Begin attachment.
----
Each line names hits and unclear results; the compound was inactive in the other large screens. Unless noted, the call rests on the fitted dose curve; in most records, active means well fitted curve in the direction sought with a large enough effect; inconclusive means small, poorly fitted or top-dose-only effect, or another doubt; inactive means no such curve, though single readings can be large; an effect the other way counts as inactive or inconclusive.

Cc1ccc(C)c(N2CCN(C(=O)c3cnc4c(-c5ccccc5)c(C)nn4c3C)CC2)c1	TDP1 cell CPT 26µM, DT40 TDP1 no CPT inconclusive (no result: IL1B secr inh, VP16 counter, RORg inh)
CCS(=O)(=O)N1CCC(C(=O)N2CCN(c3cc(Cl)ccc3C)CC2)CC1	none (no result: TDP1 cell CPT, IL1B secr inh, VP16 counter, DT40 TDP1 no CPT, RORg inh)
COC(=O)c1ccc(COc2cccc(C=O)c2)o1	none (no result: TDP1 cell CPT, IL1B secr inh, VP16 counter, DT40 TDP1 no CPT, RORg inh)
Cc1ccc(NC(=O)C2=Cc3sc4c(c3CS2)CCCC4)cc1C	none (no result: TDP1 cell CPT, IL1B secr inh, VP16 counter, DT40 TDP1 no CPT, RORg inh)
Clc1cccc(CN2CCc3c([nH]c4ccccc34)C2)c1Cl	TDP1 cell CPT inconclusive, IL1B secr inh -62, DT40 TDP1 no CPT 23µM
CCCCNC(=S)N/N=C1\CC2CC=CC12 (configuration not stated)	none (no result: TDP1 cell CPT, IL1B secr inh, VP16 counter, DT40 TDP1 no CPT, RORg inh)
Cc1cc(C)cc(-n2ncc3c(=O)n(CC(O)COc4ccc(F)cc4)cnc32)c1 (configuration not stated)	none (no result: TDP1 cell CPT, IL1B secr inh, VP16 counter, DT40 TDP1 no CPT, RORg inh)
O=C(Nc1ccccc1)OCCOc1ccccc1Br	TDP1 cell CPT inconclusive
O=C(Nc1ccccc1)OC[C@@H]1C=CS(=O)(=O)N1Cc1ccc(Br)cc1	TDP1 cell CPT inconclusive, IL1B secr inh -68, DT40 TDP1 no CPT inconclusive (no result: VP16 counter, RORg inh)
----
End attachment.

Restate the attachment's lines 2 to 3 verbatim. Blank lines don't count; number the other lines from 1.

Cc1ccc(C)c(N2CCN(C(=O)c3cnc4c(-c5ccccc5)c(C)nn4c3C)CC2)c1	TDP1 cell CPT 26µM, DT40 TDP1 no CPT inconclusive (no result: IL1B secr inh, VP16 counter, RORg inh)
CCS(=O)(=O)N1CCC(C(=O)N2CCN(c3cc(Cl)ccc3C)CC2)CC1	none (no result: TDP1 cell CPT, IL1B secr inh, VP16 counter, DT40 TDP1 no CPT, RORg inh)